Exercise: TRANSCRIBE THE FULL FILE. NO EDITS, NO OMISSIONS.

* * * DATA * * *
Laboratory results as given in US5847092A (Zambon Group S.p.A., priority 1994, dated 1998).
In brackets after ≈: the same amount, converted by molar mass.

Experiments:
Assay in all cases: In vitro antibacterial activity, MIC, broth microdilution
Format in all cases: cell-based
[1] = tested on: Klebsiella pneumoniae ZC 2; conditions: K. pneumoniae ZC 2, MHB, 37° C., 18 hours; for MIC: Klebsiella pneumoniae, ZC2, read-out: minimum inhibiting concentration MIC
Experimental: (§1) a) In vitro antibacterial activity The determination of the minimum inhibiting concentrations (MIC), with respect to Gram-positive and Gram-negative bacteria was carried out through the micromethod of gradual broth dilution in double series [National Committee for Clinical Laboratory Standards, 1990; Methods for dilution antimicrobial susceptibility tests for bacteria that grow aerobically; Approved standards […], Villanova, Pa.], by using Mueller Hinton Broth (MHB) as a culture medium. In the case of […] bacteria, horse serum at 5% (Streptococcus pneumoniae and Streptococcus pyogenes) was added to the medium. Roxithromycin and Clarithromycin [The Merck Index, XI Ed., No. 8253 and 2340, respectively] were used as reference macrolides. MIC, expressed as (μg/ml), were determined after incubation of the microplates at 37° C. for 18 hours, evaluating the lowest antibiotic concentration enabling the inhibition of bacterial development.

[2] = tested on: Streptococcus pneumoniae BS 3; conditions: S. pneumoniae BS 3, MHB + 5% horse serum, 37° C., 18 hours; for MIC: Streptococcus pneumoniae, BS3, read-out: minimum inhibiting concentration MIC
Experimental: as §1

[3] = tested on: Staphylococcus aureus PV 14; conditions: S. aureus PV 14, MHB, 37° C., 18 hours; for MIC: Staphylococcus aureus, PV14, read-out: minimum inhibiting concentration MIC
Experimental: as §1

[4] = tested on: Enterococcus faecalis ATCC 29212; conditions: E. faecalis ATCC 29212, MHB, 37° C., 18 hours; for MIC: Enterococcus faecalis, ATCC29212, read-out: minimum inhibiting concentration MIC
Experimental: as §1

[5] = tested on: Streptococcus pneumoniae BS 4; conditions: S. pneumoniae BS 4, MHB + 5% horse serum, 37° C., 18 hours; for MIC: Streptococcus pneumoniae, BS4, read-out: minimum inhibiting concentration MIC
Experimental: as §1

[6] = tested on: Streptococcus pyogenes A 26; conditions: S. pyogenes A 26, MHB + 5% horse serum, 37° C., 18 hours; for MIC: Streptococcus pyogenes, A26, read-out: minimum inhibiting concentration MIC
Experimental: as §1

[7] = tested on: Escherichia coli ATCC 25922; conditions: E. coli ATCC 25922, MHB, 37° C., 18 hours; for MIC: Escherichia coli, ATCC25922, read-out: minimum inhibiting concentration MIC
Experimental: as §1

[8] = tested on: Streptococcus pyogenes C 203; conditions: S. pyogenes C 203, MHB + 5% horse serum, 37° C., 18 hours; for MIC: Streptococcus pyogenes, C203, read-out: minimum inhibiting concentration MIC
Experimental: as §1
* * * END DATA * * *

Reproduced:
Laboratory results as given in US5847092A (Zambon Group S.p.A., priority 1994, dated 1998).
In brackets after ≈: the same amount, converted by molar mass.

Experiments:
Assay in all cases: In vitro antibacterial activity, MIC, broth microdilution
Format in all cases: cell-based
[1] = tested on: Klebsiella pneumoniae ZC 2; conditions: K. pneumoniae ZC 2, MHB, 37° C., 18 hours; for MIC: Klebsiella pneumoniae, ZC2, read-out: minimum inhibiting concentration MIC
Experimental: (§1) a) In vitro antibacterial activity The determination of the minimum inhibiting concentrations (MIC), with respect to Gram-positive and Gram-negative bacteria was carried out through the micromethod of gradual broth dilution in double series [National Committee for Clinical Laboratory Standards, 1990; Methods for dilution antimicrobial susceptibility tests for bacteria that grow aerobically; Approved standards […], Villanova, Pa.], by using Mueller Hinton Broth (MHB) as a culture medium. In the case of […] bacteria, horse serum at 5% (Streptococcus pneumoniae and Streptococcus pyogenes) was added to the medium. Roxithromycin and Clarithromycin [The Merck Index, XI Ed., No. 8253 and 2340, respectively] were used as reference macrolides. MIC, expressed as (μg/ml), were determined after incubation of the microplates at 37° C. for 18 hours, evaluating the lowest antibiotic concentration enabling the inhibition of bacterial development.

[2] = tested on: Streptococcus pneumoniae BS 3; conditions: S. pneumoniae BS 3, MHB + 5% horse serum, 37° C., 18 hours; for MIC: Streptococcus pneumoniae, BS3, read-out: minimum inhibiting concentration MIC
Experimental: as §1

[3] = tested on: Staphylococcus aureus PV 14; conditions: S. aureus PV 14, MHB, 37° C., 18 hours; for MIC: Staphylococcus aureus, PV14, read-out: minimum inhibiting concentration MIC
Experimental: as §1

[4] = tested on: Enterococcus faecalis ATCC 29212; conditions: E. faecalis ATCC 29212, MHB, 37° C., 18 hours; for MIC: Enterococcus faecalis, ATCC29212, read-out: minimum inhibiting concentration MIC
Experimental: as §1

[5] = tested on: Streptococcus pneumoniae BS 4; conditions: S. pneumoniae BS 4, MHB + 5% horse serum, 37° C., 18 hours; for MIC: Streptococcus pneumoniae, BS4, read-out: minimum inhibiting concentration MIC
Experimental: as §1

[6] = tested on: Streptococcus pyogenes A 26; conditions: S. pyogenes A 26, MHB + 5% horse serum, 37° C., 18 hours; for MIC: Streptococcus pyogenes, A26, read-out: minimum inhibiting concentration MIC
Experimental: as §1

[7] = tested on: Escherichia coli ATCC 25922; conditions: E. coli ATCC 25922, MHB, 37° C., 18 hours; for MIC: Escherichia coli, ATCC25922, read-out: minimum inhibiting concentration MIC
Experimental: as §1

[8] = tested on: Streptococcus pyogenes C 203; conditions: S. pyogenes C 203, MHB + 5% horse serum, 37° C., 18 hours; for MIC: Streptococcus pyogenes, C203, read-out: minimum inhibiting concentration MIC
Experimental: as §1